Title: The War of the Worlds
Author: H. G. Wells
Genre: Fiction, classics, science fiction
Where I got the book: I purchased this book through Bokkilden.
My rating: ★★★☆☆
Summary: The first Martians land in Woking, Surrey, arriving in large artificial cylinders. A curious group of spectators approach them with a white flag but shockingly, they are incinerated by a Heat-Ray. The Martians then begin to assemble their Fighting Machines; massive three-legged machines that make them near invincible. The humans are powerless and can only attempt to escape alive as the newcomers cause boundless destruction. But, there is one crucial factor the Martians did not consider.
“For a time I believed that mankind had been swept out of existence, and that I stood there alone, the last man left alive.”
– The War of the Worlds, H. G. Wells
H. G. Wells’ “The War of the Worlds” was first serialized in 1897 and is considered one of the earliest science fiction stories ever written. It has inspired many adaptations through the years and even influenced the work of several scientists.
I think this can just as much be seen as a book on human nature as a book about Martians invading Earth. It is a depiction of humanity’s struggle to survive while facing a power that is much greater and stronger. However, at the same time Wells points out that mankind have also been savage, ruthless, and greedy in their ways throughout history, and therefore we’re not really in any position to harshly judge or blame the Martians for what they have done. Also, if we think we are superior to other animals, then the Martians must think they are superior to us much in the same way. These are some points that I found interesting, introspective, and valid. It also fits as a social commentary on the British Empire, which is one of the common interpretations of this novel.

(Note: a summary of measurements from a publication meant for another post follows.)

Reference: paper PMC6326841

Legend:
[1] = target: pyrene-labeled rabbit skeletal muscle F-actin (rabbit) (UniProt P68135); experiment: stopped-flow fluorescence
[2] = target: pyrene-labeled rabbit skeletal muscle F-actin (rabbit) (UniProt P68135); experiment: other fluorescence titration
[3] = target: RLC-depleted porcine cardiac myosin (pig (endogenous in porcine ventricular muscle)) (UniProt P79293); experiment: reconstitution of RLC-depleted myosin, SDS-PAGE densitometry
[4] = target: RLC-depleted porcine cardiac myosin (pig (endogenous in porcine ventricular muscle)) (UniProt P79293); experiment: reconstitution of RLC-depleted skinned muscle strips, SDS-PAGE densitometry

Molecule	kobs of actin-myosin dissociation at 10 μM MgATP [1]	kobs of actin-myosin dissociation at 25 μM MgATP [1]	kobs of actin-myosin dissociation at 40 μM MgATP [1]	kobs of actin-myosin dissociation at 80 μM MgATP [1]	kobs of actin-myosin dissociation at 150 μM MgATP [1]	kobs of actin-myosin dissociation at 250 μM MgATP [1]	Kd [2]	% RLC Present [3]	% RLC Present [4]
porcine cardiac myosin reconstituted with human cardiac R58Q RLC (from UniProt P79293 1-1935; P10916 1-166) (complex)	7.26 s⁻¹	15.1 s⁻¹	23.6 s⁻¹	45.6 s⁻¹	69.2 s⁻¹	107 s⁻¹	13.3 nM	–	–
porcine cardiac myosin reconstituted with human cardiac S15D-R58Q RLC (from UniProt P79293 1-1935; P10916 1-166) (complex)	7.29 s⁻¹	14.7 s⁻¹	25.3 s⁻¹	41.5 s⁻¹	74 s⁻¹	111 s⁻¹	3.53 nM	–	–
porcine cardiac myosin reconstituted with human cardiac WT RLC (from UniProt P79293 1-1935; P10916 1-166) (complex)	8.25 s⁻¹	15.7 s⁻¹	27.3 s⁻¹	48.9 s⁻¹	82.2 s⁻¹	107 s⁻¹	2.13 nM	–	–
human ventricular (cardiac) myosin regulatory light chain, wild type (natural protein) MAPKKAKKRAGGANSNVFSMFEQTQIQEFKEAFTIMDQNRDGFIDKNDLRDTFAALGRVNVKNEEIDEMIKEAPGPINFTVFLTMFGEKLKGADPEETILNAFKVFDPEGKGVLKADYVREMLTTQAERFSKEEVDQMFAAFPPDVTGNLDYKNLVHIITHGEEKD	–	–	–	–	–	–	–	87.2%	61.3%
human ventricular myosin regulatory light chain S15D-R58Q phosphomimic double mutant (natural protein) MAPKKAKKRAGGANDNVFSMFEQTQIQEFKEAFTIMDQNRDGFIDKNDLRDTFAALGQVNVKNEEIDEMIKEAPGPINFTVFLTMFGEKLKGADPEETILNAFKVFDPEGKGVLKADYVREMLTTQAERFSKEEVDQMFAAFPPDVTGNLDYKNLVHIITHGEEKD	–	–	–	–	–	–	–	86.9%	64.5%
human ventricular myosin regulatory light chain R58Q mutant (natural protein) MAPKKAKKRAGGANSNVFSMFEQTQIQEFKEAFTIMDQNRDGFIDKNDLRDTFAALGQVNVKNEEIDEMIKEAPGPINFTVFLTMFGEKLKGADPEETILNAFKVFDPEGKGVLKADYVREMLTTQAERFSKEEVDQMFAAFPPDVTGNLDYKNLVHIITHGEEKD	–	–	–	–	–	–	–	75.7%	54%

However, I honestly have to say that I found the majority of this story to be plodding along. A Martian invasion is definitely an exciting and promising premise, and when we consider the time period it was written in (1895-1897) it’s absolutely very forward-thinking, thorough, and innovative. However, I think there’s very little characterization to speak of here. Sure, there are some philosophical and interesting passages that depicts different aspects of human behavior, but the characters themselves remained very flat and distant for me. The language is rich and quite beautiful but mostly descriptive, and most of the time everything is described from a distance – people in various situations, the Martians themselves, the Martian instruments, and the surrounding environment. The narrator just happens to be in the middle of the chaos (and conveniently enough he is extremely lucky on several occasions), but he is also in a way removed from everything as he is literally telling us his story after the actual event. This type of narration therefore falls into a certain pattern that is basically just a retelling of what happened. It has a “and then, and then, and then” quality to it that I personally don’t find engaging enough. If this book had been any longer I would have thought it very tedious to read.
I’m also not sure what I truly think about the ending. On one hand it is clever and actually very plausible, and I kind of did like this way of “solving” the problem as it was somewhat unexpected. On the other hand however it also felt a bit too easy and anti-climactic. I admit I was left thinking “that’s it?” after I was done reading, so I have mixed feelings about it.
Overall I’m glad I finally got to read this famous classic and I do appreciate how ahead of its time and inventive it is. This writing style and type of narration just isn’t my kind of thing, and in the long run the book simply failed to properly engage me.